On the other hand, if your goal is to just get to the "survival" level, you definitely don't need 2 years for that. A friend of mine was in a similar situation as you, but he had only 6 months before his trip to Japan. I gave him Genki I&II and linked him http://www.japanesepod101.com/. By the time he went there, he was at what you'd consider "survival level". My point is that, depending on the time you can put into it during the remaining 1 and a half year, you can get way past the survival level.
 
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I don't know the Kodansha (other than they do a dictionary), but you might also want to look at Kanji Odyssey:
https://www.coscom.co.jp/ebook/item_2001kanji.html

Don't worry about learning all the joyo. If you like the concept of Heisig, search for a thing called "RTK Lite" and also "Heisig Japanese keywords". I'm personally much more on the context learning side of things. An understanding of radicals/components of kanji does help.

To be honest, you won't really need Japanese in Tokyo.

More general (and random) advice:
Don't neglect your katakana, menus etc. will be absolutely covered with it and words that are derived from English can often be sounded out (not all katakana is from English, or foreign origin at that, but a lot is).

Pick up some generic phrases like "これください" (this one please), learn numbers/dates/times and how to ask about them (how much stuff costs, when places are open to, etc), and set phrases - including those you might be asked (ここで召し上がりますか). Much of this will be found in textbooks. A tourist phrasebook might be worth it just as a guide to common phrases/vocabulary.

Food words - start off with the generic things - e.g. learning 牛・豚・鶏・魚・野菜・海老 will give you a lot of bang for your buck, so to speak、as will things like 甘い・辛い・塩 and 丼・鍋・定食 (or セット)・汁 Menus usually have pictures on anyway, so as long as you can recognise what's beef and what's pork, you'll have a reasonably good idea of what you're likely to get.

For practice, just google for メニュー as lots of the major chains put theirs online. Although in some places you're likely to be handed a menu in English anyway. Obviously adjust to preferences - you might already know at least some foods that you particularly like, want to try, or want to avoid.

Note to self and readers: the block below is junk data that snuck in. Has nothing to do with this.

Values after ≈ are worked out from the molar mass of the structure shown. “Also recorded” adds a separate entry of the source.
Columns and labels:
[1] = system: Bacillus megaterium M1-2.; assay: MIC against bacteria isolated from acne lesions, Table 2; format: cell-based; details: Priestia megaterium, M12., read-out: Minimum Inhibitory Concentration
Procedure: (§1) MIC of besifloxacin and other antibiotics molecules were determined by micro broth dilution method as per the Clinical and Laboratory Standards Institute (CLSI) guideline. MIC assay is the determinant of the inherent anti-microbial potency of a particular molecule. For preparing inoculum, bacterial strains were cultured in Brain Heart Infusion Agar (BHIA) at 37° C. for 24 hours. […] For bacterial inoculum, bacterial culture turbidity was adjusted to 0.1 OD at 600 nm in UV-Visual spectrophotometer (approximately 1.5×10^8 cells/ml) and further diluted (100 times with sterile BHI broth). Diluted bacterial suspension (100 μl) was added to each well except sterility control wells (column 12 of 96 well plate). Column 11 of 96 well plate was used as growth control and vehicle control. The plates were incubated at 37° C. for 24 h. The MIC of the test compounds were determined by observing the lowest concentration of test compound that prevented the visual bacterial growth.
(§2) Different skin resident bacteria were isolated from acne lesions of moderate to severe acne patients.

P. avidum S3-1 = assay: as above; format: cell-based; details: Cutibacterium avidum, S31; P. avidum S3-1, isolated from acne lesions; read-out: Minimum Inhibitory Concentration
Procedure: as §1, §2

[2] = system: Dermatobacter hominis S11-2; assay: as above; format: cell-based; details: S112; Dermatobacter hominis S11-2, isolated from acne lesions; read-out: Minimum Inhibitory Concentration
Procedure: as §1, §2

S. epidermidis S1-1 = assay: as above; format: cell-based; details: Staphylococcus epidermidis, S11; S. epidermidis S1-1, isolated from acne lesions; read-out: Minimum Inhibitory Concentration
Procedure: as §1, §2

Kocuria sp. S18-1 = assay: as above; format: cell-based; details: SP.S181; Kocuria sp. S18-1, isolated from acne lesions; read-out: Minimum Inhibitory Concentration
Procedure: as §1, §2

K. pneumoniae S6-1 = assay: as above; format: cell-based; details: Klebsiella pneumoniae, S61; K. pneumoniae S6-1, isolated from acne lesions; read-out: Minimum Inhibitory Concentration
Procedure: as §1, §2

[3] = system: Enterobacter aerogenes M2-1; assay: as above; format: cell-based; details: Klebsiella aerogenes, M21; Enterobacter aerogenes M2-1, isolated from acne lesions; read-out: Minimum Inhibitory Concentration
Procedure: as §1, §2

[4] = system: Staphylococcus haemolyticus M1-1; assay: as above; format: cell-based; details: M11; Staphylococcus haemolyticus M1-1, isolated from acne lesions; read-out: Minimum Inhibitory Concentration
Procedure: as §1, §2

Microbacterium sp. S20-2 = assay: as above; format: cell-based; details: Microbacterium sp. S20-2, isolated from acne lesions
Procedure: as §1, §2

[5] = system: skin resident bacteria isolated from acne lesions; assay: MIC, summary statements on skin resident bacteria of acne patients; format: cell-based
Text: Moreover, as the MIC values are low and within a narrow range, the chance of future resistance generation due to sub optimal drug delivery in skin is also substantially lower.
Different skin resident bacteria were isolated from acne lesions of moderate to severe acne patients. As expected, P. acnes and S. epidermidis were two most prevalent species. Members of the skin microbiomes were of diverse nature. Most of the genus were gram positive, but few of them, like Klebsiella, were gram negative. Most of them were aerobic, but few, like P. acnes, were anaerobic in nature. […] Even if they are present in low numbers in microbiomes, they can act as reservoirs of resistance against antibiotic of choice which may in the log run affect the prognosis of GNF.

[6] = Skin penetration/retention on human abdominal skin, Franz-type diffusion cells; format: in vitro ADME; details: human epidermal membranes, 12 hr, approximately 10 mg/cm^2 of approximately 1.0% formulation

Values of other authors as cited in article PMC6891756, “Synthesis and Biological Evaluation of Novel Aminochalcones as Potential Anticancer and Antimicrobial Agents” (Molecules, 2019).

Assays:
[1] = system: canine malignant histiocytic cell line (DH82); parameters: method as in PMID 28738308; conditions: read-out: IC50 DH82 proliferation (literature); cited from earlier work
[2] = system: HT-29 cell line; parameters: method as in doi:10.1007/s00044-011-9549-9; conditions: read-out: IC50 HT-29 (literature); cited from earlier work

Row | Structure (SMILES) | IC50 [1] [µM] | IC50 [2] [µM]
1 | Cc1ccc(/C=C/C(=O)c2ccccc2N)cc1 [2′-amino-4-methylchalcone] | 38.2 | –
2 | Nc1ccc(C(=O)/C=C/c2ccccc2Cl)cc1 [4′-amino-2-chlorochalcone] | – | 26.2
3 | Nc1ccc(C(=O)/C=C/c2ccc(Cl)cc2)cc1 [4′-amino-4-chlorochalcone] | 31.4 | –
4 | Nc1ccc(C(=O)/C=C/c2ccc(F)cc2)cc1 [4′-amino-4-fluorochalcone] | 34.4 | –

If you want to virtually wander about and see what the signs are like, Google Streetview has pretty much all of Tokyo (and by extension, the earth). I like to streetview the route from, e.g. station to hotel just so I get a feel for landmarks in advance.
 

RobertB

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About the 2 year time limit - you didn't say how much time you have per day to study. 2 years is a long time and spending 1 hour or 3 per day studying are two very different things.... My point is that, depending on the time you can put into it during the remaining 1 and a half year, you can get way past the survival level.
You make an excellent point. Two years of full-time study is quite different from two years of spare-time study as a hobby! Unfortunately, with a full-time job and a family, for me it will probably be closer to a few hours per week than an hour a day. But I am highly motivated, so I'm going to make an effort to set aside some time. At any rate, you encourage me about what I can achieve, if I can give it the necessary time.

To be honest, you won't really need Japanese in Tokyo.
Heh. Yeah, I've heard that from other people too. And besides, we'll have my daughter along, and she'll be way more able to communicate than I will. But I'm just kinda stubborn ... I hate the idea of going over there and feeling like an illiterate. I want to immerse myself in the culture as much as possible in two weeks, and I guess I just feel like I'll be better able to do that if the language isn't completely opaque to me.

Thanks for the great ideas, BTW. You make some good suggestions that I will check out. I don't know why it hadn't occurred to me to "look around" using Google Street View!